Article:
Recalling the notation from last time, in this post we address the
First half: If is nilpotent, then is contractible for sufficiently large k.
To show that something’s contractible, it’s enough to show that its homotopy groups vanish, which will be our strategy. But first – what is that thing? Recalling that R is a ring and is a class in , we actually get a self-map
which we call “multiplication by .” These maps can be stacked together into a sequence
and the colimit of this tower we denote , in reference to the identical process of localization in commutative algebra.
A standard tool in homotopy theory, especially in the stack-filled world that chromatic homotopy inhabits, the Adams spectral sequence is an invaluable tool for computing the homotopy groups of a spectrum. The Adams spectral sequence comes out of selecting a nice ring E, localizing the category of spectra at E, and trying to do some crafty homological algebra. What pops out, after a lot of thought, is a spectral sequence with term given by converging conditionally to something like .
The stacky perspective on this whole thing is worth touching on, since the theory of stacks is how we arrive at and understand the above term. A stack is, up to some trouble with functoriality, what you’d get if you took a sheaf and replaced the word ‘set’ everywhere with ‘groupoid’. The pair in fact represents a stack, in the sense that the pair of functors form a sheaf of groupoids on the category of commutative rings. In turn, we can consider the over-category of all presheaves of groupoids with a selected map down to , and we can inherit the topology from below to consider sheaves on this new category, which we call sheaves on the stack . In this setting, quasicoherent sheaves correspond to -comodules, by which we mean A-modules M with a coaction . The modules are in fact -comodules, and hence correspond to quasicoherent sheaves on the stack associated to E, and the Adams spectral sequences relates their sheaf cohomology to the homotopy groups (in the case that X is E-local, with some correction to be done in the case that it isn’t).
Anyway, in order to make use of this spectral sequence for , we need to show that is satisfies the niceness conditions alluded to above, as well as compute A and so that we can actually do the homological algebra required. To accomplish this, we can effectively re-run the standard structure analysis for MU, which at its core is powered by the canonical complex orientation . Our spaces X(n) aren’t big enough to receive an orientation, but they do receive part of one; namely, the composites
are equal. Noting that the Thom spectrum of the unreduced tautological line bundle over is , we get “partial” orientations . This buys us
Calculation 1: For , we get: , and . Moreover, is flat over and so represents a stack – in fact, it splits as: .
Given the standard calculation of the homology of SU(n) and related spaces, we can employ the Eilenberg-Moore spectral sequence to compute the homology of , and the Thom isomorphism and Atiyah-Hirzebruch spectral sequences finish the job to give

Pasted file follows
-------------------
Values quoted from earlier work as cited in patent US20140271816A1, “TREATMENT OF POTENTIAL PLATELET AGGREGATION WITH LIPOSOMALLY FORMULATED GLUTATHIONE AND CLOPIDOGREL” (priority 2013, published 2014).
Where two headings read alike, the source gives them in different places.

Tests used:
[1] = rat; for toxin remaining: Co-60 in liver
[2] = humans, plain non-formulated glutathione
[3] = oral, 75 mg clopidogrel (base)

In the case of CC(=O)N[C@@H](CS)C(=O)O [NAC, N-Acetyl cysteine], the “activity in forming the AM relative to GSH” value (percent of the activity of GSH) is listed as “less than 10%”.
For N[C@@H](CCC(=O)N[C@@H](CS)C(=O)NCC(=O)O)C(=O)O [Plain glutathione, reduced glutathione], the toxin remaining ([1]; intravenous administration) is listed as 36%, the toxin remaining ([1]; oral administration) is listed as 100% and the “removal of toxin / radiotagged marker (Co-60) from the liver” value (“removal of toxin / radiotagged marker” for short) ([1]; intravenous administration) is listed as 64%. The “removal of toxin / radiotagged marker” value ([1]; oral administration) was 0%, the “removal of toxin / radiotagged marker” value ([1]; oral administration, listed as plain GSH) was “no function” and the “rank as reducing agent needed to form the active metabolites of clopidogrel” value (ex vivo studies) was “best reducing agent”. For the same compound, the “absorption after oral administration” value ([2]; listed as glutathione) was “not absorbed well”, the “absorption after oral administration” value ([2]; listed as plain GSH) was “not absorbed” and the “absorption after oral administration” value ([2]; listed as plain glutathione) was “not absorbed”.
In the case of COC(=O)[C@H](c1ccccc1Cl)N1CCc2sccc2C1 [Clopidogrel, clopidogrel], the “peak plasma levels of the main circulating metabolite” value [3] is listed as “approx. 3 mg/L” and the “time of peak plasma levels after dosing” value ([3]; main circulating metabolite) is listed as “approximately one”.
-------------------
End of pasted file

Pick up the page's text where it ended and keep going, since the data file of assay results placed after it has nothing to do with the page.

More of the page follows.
Calculation 2: is a subcomodule of given by .
All this is enough to tell us that the Adams spectral sequence
is indeed meaningful.
Now we make a sequence of reductions, with the goal of establishing a vanishing line for this spectral sequence (i.e., a line above which all the Ext groups are zero). Our first step is to use flatness and the Künneth map to rewrite this as
Next, remembering the splitting noted above, we can use a fact due to Haynes Miller about the interaction between the coefficient ring and the rest of the spectral sequence to discard entirely in favor of
Now comes something more interesting. Given a pair of rings representing a stack and a faithfully flat map of rings, we can build a new stack represented by , and the stack is equivalent to the original stack . Using this technique, the map is a faithfully flat map that induces an isomorphism between the above Ext groups and
significantly reducing our workload.
Now, we don’t particularly care about the exact information in this Ext calculation; all we want to get our hands on is the vanishing line. If we filter the underlying ring by powers of the ideal , then we arrive at a May spectral sequence (i.e., a Bockstein spectral sequence for Exts) which converges to the above Ext, up to some tensoring with – but this is a forgivable sin if we’re just looking for a vanishing line. The term of the May spectral sequence is
We can throw away more unnecessary information by establishing a vanishing line for the “underlying” spectral sequence (so to speak) by throwing away the tensor product, which is a sound thing to do because is a connective comodule. This reduces the situation to
What’s left now is just standard stuff; we’re done with all the creative Ext-jockeying. We can further reduce to
which is explicitly computable using the cobar resolution, where we can simply observe a vanishing line of slope . This is great, because it means if we pick k large enough, we can make the slope as small as we please!
Given this vanishing line, we can turn to the real prize. First, acts on on the right, and this is reflected by a pairing in the relevant Adams spectral sequences. To achieve our original goal of proving contractible, we need to show that for every we can find an m with . Since we’re already assuming that is nilpotent, let’s replace with one of its powers so that . With this condition, we can find somewhere in the spectral sequence – say, in
Now, if we choose k so that the associated vanishing line has slope less than , for any
we can pick an m large enough so that
has coordinates lying above the vanishing line, and hence is zero. By localizing at , we conclude that has vanishing homotopy groups and so is contractible, proving the first half.